Charles Cave, in his CREATIVITY WEB, describes Gustav Mahler's "composing cottage" that he had built in a meadow between an inn and the shore of a lake. "The small building had a table, chairs, a sofa and a piano brought from Vienna. Early in the morning he retired to this sanctum and stayed there until lunchtime. When he felt blocked, he would go for a walk in the meadow, run up the hill or go for longer walks, returning each time to 'bring in the harvest.' The cottage gave Mahler physical isolation and means of temporary withdrawal from his immediate surroundings."

Now take a look at the list again and start to create an image in your mind of the perfect environment for your "composing cottage." Look at it from the perspective of either creating a brand new space from a clean sheet of paper or think about how you might modify your space to make it work better for you. You might also think about where you should be going to do your creative thinking — is there a place in existence that works for you? As you draw a picture, a sketch a plan, or write a description of what the place would look like, consider these questions:

  • At what sort of work surface do you work best? (desk, lab bench, lap desk, floor, grass)
  • What sort of seating area do you prefer? (straight-backed chair, lazy-boy recliner, swivel chair, bed, floor)
  • What kind of stimulus do you need around you? (plants, pictures, windows, sculpture, television, yo-yo, slinky, charts, co-workers)
  • What kind of light do you need? (natural, artificial, bright, dim, direct, indirect)
  • Do you need activity around you? (movement, conversation, kids playing, factory floor, coffee shop, busy street, retail environment, park)
  • Do you need intake? (Coffee, water, tea, Coca-Cola, cookies, fruit, jelly beans, snacks, Ginger Snaps)
  • Do you need a sparse environment or a cluttered one (lots of piles or a clean desk)
  • Do you want noise around you? (Silence, classical music, birds chirping, lapping waves, factory noise, kids playing, loud rock & roll)
  • What about movement (room to walk, your car, exercise equipment, chained to your chair)
  • When do you work best (if at night, where can you work? If during the morning or afternoon, how to keep people away? If during meals, how can you eat and work?)
  • What materials do you need to do your thinking (drawing paper, computer, note pad, canvas, clay, chemicals, building materials, blackboard)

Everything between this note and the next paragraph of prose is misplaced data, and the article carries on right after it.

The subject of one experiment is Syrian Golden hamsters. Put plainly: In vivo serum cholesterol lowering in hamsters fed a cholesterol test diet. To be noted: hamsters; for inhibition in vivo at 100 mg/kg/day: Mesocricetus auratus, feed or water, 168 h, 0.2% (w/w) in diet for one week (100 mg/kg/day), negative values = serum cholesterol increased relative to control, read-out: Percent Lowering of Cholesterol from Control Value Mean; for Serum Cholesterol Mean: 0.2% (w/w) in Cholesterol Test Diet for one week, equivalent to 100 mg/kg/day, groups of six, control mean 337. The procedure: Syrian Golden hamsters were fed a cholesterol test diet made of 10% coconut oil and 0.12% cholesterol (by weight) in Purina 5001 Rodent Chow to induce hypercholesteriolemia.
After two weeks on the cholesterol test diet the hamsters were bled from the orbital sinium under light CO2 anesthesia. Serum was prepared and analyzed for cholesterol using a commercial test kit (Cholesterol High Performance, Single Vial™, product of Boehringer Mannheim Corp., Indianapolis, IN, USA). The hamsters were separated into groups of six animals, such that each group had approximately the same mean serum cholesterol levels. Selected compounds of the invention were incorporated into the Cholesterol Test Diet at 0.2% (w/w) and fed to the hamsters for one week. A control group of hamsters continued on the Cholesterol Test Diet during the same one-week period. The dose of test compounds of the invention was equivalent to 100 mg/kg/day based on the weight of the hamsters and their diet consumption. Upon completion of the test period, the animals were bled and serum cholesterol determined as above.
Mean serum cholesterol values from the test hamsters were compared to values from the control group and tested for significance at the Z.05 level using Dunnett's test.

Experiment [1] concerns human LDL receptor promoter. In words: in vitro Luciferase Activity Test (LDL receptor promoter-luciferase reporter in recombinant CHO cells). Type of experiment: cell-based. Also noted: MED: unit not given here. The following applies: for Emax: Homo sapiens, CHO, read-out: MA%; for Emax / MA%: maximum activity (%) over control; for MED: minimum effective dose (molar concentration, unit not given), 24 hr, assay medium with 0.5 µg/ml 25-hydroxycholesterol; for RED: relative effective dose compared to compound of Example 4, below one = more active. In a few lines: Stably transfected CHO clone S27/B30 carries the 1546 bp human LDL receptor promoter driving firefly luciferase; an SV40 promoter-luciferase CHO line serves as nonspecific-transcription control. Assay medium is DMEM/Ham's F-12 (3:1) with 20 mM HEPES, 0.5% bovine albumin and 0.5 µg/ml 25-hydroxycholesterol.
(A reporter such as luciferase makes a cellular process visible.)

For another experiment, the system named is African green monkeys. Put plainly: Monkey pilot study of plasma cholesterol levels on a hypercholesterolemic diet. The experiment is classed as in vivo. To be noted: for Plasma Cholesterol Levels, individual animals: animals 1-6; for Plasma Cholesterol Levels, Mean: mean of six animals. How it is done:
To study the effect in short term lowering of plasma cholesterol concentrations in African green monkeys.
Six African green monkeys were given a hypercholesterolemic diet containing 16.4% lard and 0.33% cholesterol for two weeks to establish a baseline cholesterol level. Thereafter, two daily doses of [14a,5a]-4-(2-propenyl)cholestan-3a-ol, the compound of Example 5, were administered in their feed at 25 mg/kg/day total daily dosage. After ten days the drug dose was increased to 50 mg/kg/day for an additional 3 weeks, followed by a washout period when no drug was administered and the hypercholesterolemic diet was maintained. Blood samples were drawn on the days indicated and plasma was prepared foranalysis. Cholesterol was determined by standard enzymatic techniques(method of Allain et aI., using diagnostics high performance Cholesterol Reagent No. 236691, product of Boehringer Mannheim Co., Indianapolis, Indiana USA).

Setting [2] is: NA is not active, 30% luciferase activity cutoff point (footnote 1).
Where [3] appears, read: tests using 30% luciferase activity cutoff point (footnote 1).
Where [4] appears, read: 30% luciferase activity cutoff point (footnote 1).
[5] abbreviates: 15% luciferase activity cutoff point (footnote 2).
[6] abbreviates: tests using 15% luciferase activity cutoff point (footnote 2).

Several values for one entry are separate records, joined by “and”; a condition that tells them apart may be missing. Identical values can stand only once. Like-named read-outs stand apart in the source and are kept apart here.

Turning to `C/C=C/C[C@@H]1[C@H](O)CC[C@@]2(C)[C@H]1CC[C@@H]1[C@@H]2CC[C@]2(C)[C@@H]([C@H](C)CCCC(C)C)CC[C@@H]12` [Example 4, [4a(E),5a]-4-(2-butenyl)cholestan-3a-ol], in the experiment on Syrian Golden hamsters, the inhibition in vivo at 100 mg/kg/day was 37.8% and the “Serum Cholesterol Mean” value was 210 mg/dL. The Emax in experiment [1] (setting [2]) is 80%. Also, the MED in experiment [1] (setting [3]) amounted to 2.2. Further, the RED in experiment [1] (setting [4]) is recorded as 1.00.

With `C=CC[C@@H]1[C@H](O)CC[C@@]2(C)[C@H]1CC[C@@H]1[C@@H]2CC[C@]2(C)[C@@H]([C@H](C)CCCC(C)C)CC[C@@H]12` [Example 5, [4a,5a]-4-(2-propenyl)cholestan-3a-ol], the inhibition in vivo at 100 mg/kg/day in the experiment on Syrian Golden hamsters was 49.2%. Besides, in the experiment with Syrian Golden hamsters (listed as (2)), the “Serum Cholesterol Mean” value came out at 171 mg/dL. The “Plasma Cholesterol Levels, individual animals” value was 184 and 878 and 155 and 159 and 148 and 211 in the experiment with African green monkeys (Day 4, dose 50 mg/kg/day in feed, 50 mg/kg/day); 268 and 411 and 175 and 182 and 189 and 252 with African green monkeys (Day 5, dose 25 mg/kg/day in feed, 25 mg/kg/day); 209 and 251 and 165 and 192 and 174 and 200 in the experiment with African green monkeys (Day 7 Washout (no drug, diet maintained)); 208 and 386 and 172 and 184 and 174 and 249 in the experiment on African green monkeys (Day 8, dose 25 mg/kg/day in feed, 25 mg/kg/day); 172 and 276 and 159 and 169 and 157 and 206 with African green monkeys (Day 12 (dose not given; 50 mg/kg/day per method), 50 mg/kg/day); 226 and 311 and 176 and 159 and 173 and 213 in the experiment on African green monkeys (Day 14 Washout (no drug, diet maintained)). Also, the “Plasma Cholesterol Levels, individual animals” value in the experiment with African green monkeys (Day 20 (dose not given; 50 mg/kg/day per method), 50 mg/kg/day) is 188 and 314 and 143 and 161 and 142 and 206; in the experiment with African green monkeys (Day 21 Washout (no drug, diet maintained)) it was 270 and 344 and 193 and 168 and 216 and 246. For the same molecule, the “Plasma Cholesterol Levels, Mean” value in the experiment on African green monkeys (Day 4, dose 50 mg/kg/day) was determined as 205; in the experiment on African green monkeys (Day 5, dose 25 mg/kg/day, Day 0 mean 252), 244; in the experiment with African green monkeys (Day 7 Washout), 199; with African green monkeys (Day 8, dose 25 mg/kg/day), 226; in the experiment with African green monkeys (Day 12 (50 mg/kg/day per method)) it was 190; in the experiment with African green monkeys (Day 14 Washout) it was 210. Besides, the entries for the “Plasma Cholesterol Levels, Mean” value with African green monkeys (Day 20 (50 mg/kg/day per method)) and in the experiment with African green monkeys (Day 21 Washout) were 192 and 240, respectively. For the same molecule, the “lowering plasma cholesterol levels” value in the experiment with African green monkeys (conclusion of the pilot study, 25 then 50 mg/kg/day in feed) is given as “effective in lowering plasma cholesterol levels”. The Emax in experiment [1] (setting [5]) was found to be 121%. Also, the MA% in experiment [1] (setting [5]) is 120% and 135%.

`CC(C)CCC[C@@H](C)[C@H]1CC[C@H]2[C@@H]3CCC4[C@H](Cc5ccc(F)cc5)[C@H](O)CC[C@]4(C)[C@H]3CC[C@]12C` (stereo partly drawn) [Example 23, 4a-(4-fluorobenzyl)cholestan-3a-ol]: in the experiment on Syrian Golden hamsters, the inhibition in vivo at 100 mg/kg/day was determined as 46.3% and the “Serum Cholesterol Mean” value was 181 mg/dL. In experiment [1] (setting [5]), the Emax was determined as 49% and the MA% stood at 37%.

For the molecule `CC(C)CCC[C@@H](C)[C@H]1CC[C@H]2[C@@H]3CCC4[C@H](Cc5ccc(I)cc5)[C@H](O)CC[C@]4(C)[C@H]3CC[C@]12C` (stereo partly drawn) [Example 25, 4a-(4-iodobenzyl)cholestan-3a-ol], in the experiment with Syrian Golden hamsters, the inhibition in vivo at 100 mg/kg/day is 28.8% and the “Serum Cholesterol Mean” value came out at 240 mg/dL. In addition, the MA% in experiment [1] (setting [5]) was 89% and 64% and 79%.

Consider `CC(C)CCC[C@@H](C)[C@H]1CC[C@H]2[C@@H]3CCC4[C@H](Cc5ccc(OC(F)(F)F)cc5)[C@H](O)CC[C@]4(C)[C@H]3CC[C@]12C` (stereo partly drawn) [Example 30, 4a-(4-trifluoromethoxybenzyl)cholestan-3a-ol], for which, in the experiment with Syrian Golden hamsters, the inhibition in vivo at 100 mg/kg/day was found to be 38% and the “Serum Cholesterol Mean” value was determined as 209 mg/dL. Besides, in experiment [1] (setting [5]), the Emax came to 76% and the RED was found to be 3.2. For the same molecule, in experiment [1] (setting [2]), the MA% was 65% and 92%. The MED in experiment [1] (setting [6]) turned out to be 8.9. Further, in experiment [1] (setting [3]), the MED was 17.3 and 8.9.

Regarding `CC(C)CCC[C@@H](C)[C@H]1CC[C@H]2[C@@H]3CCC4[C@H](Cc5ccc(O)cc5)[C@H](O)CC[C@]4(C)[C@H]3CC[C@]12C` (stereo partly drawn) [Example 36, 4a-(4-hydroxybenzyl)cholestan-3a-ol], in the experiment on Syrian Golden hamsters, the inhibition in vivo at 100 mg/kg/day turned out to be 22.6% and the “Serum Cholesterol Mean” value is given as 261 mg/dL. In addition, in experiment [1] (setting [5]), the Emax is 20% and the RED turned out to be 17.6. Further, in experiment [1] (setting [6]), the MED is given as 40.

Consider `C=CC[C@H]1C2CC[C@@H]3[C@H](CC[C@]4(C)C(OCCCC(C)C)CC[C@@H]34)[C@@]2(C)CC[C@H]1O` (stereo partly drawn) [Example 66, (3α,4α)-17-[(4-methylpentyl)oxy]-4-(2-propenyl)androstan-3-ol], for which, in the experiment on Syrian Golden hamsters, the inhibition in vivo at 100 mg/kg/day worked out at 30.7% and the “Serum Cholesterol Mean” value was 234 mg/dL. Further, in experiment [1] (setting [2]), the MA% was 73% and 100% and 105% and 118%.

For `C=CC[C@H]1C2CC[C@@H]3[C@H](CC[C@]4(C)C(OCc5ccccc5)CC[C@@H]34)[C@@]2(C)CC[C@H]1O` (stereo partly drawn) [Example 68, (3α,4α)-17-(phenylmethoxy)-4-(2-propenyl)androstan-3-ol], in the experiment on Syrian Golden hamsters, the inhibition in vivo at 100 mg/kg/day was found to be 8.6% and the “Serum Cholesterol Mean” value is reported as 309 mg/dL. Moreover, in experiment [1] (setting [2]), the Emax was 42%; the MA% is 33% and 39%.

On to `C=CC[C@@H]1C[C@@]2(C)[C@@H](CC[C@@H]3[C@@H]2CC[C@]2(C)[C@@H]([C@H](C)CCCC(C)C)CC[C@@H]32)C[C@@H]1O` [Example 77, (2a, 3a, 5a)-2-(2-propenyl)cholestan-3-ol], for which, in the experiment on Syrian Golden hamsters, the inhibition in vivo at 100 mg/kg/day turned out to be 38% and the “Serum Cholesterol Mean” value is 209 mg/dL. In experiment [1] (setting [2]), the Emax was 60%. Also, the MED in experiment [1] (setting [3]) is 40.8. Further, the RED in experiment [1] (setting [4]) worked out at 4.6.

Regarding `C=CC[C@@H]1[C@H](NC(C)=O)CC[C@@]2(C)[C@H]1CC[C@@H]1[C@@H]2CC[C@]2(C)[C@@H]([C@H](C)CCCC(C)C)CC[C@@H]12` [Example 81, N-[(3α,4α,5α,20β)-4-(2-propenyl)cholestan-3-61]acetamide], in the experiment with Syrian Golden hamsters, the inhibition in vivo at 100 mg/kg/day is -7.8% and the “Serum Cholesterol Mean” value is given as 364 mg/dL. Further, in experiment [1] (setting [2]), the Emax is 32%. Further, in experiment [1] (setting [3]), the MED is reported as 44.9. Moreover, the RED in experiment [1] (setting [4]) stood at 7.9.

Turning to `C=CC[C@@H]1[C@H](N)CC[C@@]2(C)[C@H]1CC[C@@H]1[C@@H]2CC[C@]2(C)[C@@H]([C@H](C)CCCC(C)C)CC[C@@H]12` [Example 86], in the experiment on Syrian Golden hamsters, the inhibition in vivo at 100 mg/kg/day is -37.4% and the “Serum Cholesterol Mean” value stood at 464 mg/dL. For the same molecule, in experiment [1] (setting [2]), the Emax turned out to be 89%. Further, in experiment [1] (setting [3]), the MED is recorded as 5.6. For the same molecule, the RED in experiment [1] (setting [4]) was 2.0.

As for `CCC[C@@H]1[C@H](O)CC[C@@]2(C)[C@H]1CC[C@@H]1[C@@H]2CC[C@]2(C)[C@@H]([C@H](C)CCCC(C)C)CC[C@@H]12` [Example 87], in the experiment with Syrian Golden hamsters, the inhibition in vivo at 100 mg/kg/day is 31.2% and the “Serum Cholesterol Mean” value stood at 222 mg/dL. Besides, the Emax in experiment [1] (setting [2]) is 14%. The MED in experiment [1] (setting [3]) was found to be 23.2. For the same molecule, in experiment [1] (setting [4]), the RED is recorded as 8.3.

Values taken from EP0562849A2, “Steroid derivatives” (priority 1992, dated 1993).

Now that you have Your Creative Place detailed on paper (or at least in your innovative brain), take a look at it and begin to ask yourself what you can do right now, later, and long-term to create a perfect environment for you. Jot down the steps that you can take to make Your Creative Place perfect.

For one co-worker, it meant getting a lamp out of a closet and putting it next to the bed so that she could read and write in the middle of the night without having to reach across her slumbering partner to turn on the light on his side of the bed. I recently bought a new chair because I couldn't get comfortable leaning back in my old one as I stared at the ceiling. Another friend recently moved around the desk in her office so that she could gaze out the window while she was thinking. And Susan, my impetuous fiancee, recently went crazy with hedge clippers on the overgrown ferns outside of her office window in order to allow in more light.

What can you do right now? Bring in a sound system? Hang a picture? Move the desk, the bookshelf and/or filing cabinet? Add some plants? Get some tea? Throw out that pile of unread trade magazines? Take off your jacket? Or just get out of the space!? Go outside? Take a drive? Go for a walk? Take exercise (it worked for Mozart, and you're still reading this article, so it must have worked for me)? Go to a coffeehouse with your laptop (another favorite)? Or just let some apples rot in your desk drawer?

Whatever it is for you, write down the list of things you need to do, and do something — anything — TODAY to improve your space so that it works better for you. And then keep working at it until you've got the perfect space in which you can think creatively. And don't limit yourself to working at your desk. It may not be the best place for you. If you've got the freedom, go elsewhere to do your important creative thinking. Or just shuffle your time so that you can be in the Right Creative Place at the time when you need your best creative ideas.

The bottom line is that to increase your creative power, you should improve your thinking space, or go to another one. Do whatever it takes. Your brilliant new ideas, and the people who like them, will thank you. •

Next: Diving Deeper into Innovation

©2004 Jonathan Vehar. All rights reserved.